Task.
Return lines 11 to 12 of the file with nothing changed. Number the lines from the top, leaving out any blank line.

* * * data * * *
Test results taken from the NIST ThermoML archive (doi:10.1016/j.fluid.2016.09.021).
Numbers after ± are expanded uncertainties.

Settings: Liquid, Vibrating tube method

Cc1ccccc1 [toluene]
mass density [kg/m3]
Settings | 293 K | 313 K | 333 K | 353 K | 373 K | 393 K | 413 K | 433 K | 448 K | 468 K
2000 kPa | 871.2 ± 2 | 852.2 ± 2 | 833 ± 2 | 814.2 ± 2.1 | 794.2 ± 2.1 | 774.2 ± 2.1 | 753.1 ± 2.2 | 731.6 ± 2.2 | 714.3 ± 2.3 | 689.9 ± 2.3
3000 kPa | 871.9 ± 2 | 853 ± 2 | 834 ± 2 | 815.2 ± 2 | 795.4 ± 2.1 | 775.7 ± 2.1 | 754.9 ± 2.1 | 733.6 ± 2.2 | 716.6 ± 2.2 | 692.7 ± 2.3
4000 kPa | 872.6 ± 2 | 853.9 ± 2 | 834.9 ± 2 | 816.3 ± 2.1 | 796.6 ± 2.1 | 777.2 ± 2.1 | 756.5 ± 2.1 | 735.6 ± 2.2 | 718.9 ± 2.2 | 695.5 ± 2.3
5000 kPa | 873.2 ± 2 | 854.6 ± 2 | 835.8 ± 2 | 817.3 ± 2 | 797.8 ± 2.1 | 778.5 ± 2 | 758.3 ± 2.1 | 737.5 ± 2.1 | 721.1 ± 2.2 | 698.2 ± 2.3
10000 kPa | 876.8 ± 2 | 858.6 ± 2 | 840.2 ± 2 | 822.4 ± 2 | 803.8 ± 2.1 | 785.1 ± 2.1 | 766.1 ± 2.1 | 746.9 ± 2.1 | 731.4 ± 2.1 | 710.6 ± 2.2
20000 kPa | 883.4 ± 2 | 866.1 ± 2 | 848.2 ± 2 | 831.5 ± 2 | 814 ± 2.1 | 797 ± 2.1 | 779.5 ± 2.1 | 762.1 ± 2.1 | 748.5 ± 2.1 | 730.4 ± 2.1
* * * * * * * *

10000 kPa | 876.8 ± 2 | 858.6 ± 2 | 840.2 ± 2 | 822.4 ± 2 | 803.8 ± 2.1 | 785.1 ± 2.1 | 766.1 ± 2.1 | 746.9 ± 2.1 | 731.4 ± 2.1 | 710.6 ± 2.2
20000 kPa | 883.4 ± 2 | 866.1 ± 2 | 848.2 ± 2 | 831.5 ± 2 | 814 ± 2.1 | 797 ± 2.1 | 779.5 ± 2.1 | 762.1 ± 2.1 | 748.5 ± 2.1 | 730.4 ± 2.1